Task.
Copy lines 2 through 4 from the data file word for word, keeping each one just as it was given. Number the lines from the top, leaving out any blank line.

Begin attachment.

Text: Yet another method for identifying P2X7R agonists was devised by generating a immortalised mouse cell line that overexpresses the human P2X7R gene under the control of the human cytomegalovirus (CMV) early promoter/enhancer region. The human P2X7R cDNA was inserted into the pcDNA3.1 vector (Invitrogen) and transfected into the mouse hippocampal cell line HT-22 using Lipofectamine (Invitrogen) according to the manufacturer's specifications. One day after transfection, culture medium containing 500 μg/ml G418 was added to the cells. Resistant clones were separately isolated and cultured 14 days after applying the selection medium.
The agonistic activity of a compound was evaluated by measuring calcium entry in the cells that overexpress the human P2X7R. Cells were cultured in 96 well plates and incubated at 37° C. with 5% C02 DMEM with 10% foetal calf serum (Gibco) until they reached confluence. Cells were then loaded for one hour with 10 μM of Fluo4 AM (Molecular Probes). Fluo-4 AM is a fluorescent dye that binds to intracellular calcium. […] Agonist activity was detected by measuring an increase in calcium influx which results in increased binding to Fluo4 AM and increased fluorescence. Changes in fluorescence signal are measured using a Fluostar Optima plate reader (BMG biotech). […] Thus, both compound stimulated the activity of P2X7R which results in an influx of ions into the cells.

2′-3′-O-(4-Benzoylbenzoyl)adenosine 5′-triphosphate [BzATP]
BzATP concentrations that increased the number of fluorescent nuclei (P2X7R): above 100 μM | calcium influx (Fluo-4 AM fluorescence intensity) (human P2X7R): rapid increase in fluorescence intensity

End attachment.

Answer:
The agonistic activity of a compound was evaluated by measuring calcium entry in the cells that overexpress the human P2X7R. Cells were cultured in 96 well plates and incubated at 37° C. with 5% C02 DMEM with 10% foetal calf serum (Gibco) until they reached confluence. Cells were then loaded for one hour with 10 μM of Fluo4 AM (Molecular Probes). Fluo-4 AM is a fluorescent dye that binds to intracellular calcium. […] Agonist activity was detected by measuring an increase in calcium influx which results in increased binding to Fluo4 AM and increased fluorescence. Changes in fluorescence signal are measured using a Fluostar Optima plate reader (BMG biotech). […] Thus, both compound stimulated the activity of P2X7R which results in an influx of ions into the cells.

2′-3′-O-(4-Benzoylbenzoyl)adenosine 5′-triphosphate [BzATP]
BzATP concentrations that increased the number of fluorescent nuclei (P2X7R): above 100 μM | calcium influx (Fluo-4 AM fluorescence intensity) (human P2X7R): rapid increase in fluorescence intensity